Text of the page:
The WHO has classified Coronavirus (COVID-19) as a global pandemic.

Find out what this means for travelers.

Festival of the Month: The Ganga Dussehra

Varanasi is at its brilliant best by the ghats.
Image courtesy: CC BY 2.0/flickr/Jai Kapoor

With the political fervour finally simmering down after the elections, life in Varanasi finally seems to be stumbling back to normalcy. This is good news, especially since the city is a hotspot for backpacking and religious travellers, who come here to relax by the breezy ghats or go on temple trails. Another important hook of the city is the many festivals; June is when Ganga Dussehra is in focus. Despite the summer breeze weighing down on the city, it is never bereft of its spiritual zeal to celebrate festivals. This year, Ganga Dussehra will be celebrated on 8th June.

Wake up in the morning and find that the ghats bathed in something more than the muted early morning sun – a splash of colour sprawls on the stepped fringes of the river as thousands of devotees arrive here to pray to the River Ganga. The scene is nothing short of fantastic – a photographer’s dream come true. The colour is not only subjected to the riverside but also spreads to the blue sky, when children come out armed with kites. A fervent kite war erupts in the otherwise peaceful skies on this day.

The festival draws thousands of sadhus and devotees every year.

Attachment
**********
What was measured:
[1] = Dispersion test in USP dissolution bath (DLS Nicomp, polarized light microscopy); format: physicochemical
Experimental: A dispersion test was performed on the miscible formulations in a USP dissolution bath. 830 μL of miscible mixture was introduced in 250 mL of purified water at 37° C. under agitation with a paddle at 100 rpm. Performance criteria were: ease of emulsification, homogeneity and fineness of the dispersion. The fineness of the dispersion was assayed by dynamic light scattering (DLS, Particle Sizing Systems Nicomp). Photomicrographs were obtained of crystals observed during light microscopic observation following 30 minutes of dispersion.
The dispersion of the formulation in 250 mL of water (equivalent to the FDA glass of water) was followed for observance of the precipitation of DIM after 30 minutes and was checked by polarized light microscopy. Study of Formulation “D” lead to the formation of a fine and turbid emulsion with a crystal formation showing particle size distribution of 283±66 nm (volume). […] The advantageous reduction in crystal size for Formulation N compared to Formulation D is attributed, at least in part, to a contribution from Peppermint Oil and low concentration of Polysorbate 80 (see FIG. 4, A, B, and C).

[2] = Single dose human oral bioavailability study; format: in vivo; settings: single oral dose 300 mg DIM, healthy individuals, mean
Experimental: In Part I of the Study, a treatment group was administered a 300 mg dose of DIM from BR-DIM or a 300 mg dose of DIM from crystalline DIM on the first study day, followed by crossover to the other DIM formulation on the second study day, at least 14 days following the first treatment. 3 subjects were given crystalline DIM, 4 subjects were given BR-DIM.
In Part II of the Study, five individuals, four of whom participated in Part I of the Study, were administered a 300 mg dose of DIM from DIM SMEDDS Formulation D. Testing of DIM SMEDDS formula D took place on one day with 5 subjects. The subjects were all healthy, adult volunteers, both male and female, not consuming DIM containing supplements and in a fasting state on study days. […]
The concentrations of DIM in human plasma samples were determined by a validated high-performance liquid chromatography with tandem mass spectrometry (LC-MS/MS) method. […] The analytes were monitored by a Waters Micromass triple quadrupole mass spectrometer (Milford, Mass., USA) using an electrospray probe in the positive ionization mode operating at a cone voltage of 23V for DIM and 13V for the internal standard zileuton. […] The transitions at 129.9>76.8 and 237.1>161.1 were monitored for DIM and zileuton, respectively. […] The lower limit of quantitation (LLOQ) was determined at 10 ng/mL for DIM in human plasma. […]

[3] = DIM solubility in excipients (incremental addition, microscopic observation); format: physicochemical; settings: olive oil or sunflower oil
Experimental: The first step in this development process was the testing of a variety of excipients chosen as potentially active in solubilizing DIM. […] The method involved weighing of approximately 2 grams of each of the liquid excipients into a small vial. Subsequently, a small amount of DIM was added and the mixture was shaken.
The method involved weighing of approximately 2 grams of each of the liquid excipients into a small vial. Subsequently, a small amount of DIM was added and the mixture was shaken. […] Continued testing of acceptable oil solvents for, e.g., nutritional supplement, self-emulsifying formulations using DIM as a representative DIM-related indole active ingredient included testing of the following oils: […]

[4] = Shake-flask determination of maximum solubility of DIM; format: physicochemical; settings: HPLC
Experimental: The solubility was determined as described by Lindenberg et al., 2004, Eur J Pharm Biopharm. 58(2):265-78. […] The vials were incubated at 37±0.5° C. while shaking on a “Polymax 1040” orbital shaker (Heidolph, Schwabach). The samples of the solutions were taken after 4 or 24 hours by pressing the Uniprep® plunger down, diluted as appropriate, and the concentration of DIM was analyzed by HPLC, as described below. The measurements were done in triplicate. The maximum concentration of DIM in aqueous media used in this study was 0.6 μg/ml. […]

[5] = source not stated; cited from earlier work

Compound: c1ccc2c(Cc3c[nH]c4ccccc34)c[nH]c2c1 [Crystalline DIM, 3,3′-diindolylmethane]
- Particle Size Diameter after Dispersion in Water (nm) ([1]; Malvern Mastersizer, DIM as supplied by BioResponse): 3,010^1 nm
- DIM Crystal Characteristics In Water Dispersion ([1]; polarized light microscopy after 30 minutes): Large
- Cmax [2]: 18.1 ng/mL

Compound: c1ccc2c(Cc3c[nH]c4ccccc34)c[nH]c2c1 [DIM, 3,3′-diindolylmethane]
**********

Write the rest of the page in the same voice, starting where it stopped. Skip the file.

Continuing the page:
Image courtesy: Jamie Robinson

Of the entire period of ten days over which Ganga Dussehra is celebrated, the Dashmi (tenth day) is the most important. Devotees travel from far and wide to reach the ghats early to bathe in its water and continue with small processions to temples. The evening aarti by the ghats is celebrated with even more zeal than usual with the aarti pavilions bedecked in flowers. The extra devoutness is apparent, as this is the day when the Ganga River is supposed to have descended on earth. Having a bath in the holy river and praying on this day is supposed to wash away sins.

Tips for Photographers:

1) Arrive early on the ghats to catch the soft morning light falling on the ghats.

2) The ghats are thronging with people and the situation can be pretty overwhelming. Separate yourself from the situation to find narrower details. Compose photographs to eliminate crowds.

3) Follow an interesting subject to catch the rhythm of ritual if you are looking to click details of the puja ceremonies.

4) Arm yourself with a tripod for the evening aarti and find a vantage spot early to get a front view of the aarti; the best ghat to shoot on this day is the Dashashwamedh ghat.

5) Use the movement of the aarti to your advantage by using long shutter speed.

AUTHOR'S BIO: With a penchant for travelling ‘ungoogled’, Supriya has willingly got lost a number of times in the most obscure places of India for the last 8 years. She lives on a healthy diet of anecdotes and tea with auto drivers, co-passengers and locals! Supriya currently runs a Bangalore based travel-photography outfit called Photography Onthemove and writes regular features for India and International travel publications.More on: